What are infrared rays?
Infrared rays are waves of invisible radiant energy, like the visible waves of sunlight that travel, or radiate from the sun.
Infrared rays the lie outside the visible spectrum at its red end. These rays are “redder” than the reddest light our eyes can see, so they are called infrared, meaning “below the red.”
Infrared rays are often called “heat rays.” They are given off by all warm objects. Infrared (heat) rays radiate from the hot coals in the fire place, as well as from the sun.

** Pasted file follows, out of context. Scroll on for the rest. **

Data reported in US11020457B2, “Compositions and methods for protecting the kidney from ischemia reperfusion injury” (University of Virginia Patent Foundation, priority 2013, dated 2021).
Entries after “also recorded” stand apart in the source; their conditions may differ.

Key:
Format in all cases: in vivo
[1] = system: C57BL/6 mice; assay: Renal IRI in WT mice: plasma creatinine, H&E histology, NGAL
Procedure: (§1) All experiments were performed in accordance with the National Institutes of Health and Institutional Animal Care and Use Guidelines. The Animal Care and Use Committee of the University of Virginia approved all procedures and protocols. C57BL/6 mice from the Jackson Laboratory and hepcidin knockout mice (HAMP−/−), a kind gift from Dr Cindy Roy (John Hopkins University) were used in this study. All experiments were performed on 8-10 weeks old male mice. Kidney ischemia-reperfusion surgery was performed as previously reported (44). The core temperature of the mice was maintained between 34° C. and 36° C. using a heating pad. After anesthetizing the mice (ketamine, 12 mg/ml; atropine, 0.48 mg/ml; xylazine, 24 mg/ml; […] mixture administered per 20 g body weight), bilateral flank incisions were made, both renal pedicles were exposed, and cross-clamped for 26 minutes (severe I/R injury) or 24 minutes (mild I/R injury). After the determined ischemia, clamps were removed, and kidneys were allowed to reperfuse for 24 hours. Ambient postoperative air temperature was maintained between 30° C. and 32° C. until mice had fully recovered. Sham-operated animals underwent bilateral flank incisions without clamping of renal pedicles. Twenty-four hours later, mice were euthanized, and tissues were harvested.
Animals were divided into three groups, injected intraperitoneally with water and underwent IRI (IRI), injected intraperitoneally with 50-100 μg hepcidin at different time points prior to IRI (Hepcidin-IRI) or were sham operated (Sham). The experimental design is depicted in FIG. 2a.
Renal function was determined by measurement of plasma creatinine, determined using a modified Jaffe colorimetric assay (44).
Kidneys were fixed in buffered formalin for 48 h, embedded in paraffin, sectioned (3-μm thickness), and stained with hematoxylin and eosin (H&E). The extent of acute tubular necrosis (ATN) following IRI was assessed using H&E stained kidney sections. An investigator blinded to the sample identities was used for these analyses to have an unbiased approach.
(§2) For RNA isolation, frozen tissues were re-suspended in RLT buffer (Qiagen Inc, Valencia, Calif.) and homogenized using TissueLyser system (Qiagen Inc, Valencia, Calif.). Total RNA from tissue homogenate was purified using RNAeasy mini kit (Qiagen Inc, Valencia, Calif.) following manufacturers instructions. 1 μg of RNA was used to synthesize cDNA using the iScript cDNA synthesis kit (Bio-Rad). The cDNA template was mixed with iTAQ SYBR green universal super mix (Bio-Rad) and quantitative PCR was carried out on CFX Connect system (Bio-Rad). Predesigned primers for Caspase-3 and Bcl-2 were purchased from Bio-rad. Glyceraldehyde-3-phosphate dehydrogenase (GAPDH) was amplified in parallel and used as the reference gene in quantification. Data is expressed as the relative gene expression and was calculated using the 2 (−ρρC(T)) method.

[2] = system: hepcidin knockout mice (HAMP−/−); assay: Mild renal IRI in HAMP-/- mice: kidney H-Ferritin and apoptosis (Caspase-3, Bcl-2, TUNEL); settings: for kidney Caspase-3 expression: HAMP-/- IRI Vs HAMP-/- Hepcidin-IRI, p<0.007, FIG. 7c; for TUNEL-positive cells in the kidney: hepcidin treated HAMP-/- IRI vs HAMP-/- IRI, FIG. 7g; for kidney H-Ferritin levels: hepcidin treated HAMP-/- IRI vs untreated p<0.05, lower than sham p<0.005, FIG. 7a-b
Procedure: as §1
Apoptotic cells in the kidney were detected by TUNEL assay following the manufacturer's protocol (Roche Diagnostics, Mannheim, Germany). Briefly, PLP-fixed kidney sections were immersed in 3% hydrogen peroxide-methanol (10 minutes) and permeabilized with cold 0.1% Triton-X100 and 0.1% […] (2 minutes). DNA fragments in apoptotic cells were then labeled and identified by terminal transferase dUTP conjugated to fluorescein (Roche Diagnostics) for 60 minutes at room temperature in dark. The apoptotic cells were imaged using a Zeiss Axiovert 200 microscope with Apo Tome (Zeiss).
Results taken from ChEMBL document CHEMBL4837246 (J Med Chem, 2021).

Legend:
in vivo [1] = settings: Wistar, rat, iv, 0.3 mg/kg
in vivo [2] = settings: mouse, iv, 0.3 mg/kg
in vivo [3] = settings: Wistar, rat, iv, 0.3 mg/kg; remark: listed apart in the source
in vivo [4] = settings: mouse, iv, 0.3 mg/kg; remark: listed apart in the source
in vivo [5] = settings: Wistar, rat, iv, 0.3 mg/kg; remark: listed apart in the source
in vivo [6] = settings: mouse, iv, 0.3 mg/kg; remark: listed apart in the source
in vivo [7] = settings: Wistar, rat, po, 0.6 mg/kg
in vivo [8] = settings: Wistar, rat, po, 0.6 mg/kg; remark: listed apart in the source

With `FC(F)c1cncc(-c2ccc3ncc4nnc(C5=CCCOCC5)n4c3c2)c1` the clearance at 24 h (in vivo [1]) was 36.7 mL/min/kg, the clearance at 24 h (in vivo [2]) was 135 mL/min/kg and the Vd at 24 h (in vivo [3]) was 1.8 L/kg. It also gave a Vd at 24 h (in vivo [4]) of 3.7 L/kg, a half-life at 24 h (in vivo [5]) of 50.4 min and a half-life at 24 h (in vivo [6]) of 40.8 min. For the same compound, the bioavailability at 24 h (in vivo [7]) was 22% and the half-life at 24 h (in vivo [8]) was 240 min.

Electric lamps called “heat lamps” produce heat with a special healing filament that sends out infrared rays instead of visible light. Doctors use infrared heat lamps to treat skin disease and to relieve the discomfort of sore muscles.
The name “black light comes from the use of infrared light in photography. The rays are so penetrating that photographers take pictures in total darkness with films sensitive to infrared rays.
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